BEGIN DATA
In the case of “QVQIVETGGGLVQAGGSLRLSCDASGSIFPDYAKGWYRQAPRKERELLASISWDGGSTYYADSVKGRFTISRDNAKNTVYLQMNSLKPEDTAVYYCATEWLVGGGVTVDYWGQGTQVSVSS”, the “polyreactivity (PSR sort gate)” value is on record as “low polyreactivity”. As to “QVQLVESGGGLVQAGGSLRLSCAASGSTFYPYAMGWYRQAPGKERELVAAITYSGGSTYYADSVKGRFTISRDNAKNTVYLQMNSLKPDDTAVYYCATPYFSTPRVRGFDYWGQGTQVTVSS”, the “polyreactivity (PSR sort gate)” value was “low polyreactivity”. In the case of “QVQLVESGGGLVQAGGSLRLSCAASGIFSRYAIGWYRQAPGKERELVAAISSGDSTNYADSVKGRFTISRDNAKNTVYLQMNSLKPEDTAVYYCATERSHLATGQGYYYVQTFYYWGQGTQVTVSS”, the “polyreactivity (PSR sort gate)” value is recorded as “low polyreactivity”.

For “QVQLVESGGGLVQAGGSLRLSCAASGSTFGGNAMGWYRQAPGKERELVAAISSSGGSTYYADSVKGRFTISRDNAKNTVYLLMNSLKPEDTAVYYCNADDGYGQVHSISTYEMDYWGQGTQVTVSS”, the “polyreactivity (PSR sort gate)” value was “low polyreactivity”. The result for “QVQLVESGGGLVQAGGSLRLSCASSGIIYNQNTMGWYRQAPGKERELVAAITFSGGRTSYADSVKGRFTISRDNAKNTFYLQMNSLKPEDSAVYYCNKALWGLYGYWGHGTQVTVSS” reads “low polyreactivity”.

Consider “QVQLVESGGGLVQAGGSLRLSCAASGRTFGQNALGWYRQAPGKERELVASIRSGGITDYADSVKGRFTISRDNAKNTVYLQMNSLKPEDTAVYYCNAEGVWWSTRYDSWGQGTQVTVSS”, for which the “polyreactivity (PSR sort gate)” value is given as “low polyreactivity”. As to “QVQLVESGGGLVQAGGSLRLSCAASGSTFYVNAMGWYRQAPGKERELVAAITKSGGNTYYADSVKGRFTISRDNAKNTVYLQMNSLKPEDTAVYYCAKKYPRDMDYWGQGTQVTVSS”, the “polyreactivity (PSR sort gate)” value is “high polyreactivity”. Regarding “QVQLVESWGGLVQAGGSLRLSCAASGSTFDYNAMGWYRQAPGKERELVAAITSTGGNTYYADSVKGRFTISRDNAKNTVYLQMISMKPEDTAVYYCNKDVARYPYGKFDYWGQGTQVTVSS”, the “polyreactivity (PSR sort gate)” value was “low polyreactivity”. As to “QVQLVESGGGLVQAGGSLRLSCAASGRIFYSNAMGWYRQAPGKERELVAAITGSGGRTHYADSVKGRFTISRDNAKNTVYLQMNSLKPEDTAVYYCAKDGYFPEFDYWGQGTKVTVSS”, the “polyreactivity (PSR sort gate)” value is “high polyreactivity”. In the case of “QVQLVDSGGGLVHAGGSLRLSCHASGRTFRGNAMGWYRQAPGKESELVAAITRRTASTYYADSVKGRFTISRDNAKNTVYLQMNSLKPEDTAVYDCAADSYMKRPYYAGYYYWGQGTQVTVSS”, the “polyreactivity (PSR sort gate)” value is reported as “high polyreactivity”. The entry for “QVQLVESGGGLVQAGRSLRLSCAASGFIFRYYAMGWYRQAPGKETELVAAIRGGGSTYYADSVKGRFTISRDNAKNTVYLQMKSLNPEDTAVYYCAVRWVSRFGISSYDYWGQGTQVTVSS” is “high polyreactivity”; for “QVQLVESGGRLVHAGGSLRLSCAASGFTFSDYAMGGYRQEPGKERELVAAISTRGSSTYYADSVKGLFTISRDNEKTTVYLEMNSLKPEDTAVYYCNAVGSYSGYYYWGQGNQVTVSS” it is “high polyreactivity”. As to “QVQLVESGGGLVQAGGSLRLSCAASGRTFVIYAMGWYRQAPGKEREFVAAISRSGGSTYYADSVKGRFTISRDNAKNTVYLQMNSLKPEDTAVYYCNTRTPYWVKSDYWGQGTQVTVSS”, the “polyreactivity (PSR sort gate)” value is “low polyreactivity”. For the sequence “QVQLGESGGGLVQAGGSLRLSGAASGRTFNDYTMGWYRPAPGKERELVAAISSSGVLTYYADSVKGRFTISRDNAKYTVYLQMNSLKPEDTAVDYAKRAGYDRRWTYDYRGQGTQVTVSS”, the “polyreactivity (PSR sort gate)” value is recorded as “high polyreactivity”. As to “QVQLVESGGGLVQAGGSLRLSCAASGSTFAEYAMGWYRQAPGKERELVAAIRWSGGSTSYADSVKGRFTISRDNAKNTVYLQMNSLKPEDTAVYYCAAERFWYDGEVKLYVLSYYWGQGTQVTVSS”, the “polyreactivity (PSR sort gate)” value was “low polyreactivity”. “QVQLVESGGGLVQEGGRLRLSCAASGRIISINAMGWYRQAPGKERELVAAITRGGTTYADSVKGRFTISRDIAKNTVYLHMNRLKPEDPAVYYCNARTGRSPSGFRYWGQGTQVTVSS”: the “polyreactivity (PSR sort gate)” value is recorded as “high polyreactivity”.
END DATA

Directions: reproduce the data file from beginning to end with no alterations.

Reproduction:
In the case of “QVQIVETGGGLVQAGGSLRLSCDASGSIFPDYAKGWYRQAPRKERELLASISWDGGSTYYADSVKGRFTISRDNAKNTVYLQMNSLKPEDTAVYYCATEWLVGGGVTVDYWGQGTQVSVSS”, the “polyreactivity (PSR sort gate)” value is on record as “low polyreactivity”. As to “QVQLVESGGGLVQAGGSLRLSCAASGSTFYPYAMGWYRQAPGKERELVAAITYSGGSTYYADSVKGRFTISRDNAKNTVYLQMNSLKPDDTAVYYCATPYFSTPRVRGFDYWGQGTQVTVSS”, the “polyreactivity (PSR sort gate)” value was “low polyreactivity”. In the case of “QVQLVESGGGLVQAGGSLRLSCAASGIFSRYAIGWYRQAPGKERELVAAISSGDSTNYADSVKGRFTISRDNAKNTVYLQMNSLKPEDTAVYYCATERSHLATGQGYYYVQTFYYWGQGTQVTVSS”, the “polyreactivity (PSR sort gate)” value is recorded as “low polyreactivity”.

For “QVQLVESGGGLVQAGGSLRLSCAASGSTFGGNAMGWYRQAPGKERELVAAISSSGGSTYYADSVKGRFTISRDNAKNTVYLLMNSLKPEDTAVYYCNADDGYGQVHSISTYEMDYWGQGTQVTVSS”, the “polyreactivity (PSR sort gate)” value was “low polyreactivity”. The result for “QVQLVESGGGLVQAGGSLRLSCASSGIIYNQNTMGWYRQAPGKERELVAAITFSGGRTSYADSVKGRFTISRDNAKNTFYLQMNSLKPEDSAVYYCNKALWGLYGYWGHGTQVTVSS” reads “low polyreactivity”.

Consider “QVQLVESGGGLVQAGGSLRLSCAASGRTFGQNALGWYRQAPGKERELVASIRSGGITDYADSVKGRFTISRDNAKNTVYLQMNSLKPEDTAVYYCNAEGVWWSTRYDSWGQGTQVTVSS”, for which the “polyreactivity (PSR sort gate)” value is given as “low polyreactivity”. As to “QVQLVESGGGLVQAGGSLRLSCAASGSTFYVNAMGWYRQAPGKERELVAAITKSGGNTYYADSVKGRFTISRDNAKNTVYLQMNSLKPEDTAVYYCAKKYPRDMDYWGQGTQVTVSS”, the “polyreactivity (PSR sort gate)” value is “high polyreactivity”. Regarding “QVQLVESWGGLVQAGGSLRLSCAASGSTFDYNAMGWYRQAPGKERELVAAITSTGGNTYYADSVKGRFTISRDNAKNTVYLQMISMKPEDTAVYYCNKDVARYPYGKFDYWGQGTQVTVSS”, the “polyreactivity (PSR sort gate)” value was “low polyreactivity”. As to “QVQLVESGGGLVQAGGSLRLSCAASGRIFYSNAMGWYRQAPGKERELVAAITGSGGRTHYADSVKGRFTISRDNAKNTVYLQMNSLKPEDTAVYYCAKDGYFPEFDYWGQGTKVTVSS”, the “polyreactivity (PSR sort gate)” value is “high polyreactivity”. In the case of “QVQLVDSGGGLVHAGGSLRLSCHASGRTFRGNAMGWYRQAPGKESELVAAITRRTASTYYADSVKGRFTISRDNAKNTVYLQMNSLKPEDTAVYDCAADSYMKRPYYAGYYYWGQGTQVTVSS”, the “polyreactivity (PSR sort gate)” value is reported as “high polyreactivity”. The entry for “QVQLVESGGGLVQAGRSLRLSCAASGFIFRYYAMGWYRQAPGKETELVAAIRGGGSTYYADSVKGRFTISRDNAKNTVYLQMKSLNPEDTAVYYCAVRWVSRFGISSYDYWGQGTQVTVSS” is “high polyreactivity”; for “QVQLVESGGRLVHAGGSLRLSCAASGFTFSDYAMGGYRQEPGKERELVAAISTRGSSTYYADSVKGLFTISRDNEKTTVYLEMNSLKPEDTAVYYCNAVGSYSGYYYWGQGNQVTVSS” it is “high polyreactivity”. As to “QVQLVESGGGLVQAGGSLRLSCAASGRTFVIYAMGWYRQAPGKEREFVAAISRSGGSTYYADSVKGRFTISRDNAKNTVYLQMNSLKPEDTAVYYCNTRTPYWVKSDYWGQGTQVTVSS”, the “polyreactivity (PSR sort gate)” value is “low polyreactivity”. For the sequence “QVQLGESGGGLVQAGGSLRLSGAASGRTFNDYTMGWYRPAPGKERELVAAISSSGVLTYYADSVKGRFTISRDNAKYTVYLQMNSLKPEDTAVDYAKRAGYDRRWTYDYRGQGTQVTVSS”, the “polyreactivity (PSR sort gate)” value is recorded as “high polyreactivity”. As to “QVQLVESGGGLVQAGGSLRLSCAASGSTFAEYAMGWYRQAPGKERELVAAIRWSGGSTSYADSVKGRFTISRDNAKNTVYLQMNSLKPEDTAVYYCAAERFWYDGEVKLYVLSYYWGQGTQVTVSS”, the “polyreactivity (PSR sort gate)” value was “low polyreactivity”. “QVQLVESGGGLVQEGGRLRLSCAASGRIISINAMGWYRQAPGKERELVAAITRGGTTYADSVKGRFTISRDIAKNTVYLHMNRLKPEDPAVYYCNARTGRSPSGFRYWGQGTQVTVSS”: the “polyreactivity (PSR sort gate)” value is recorded as “high polyreactivity”.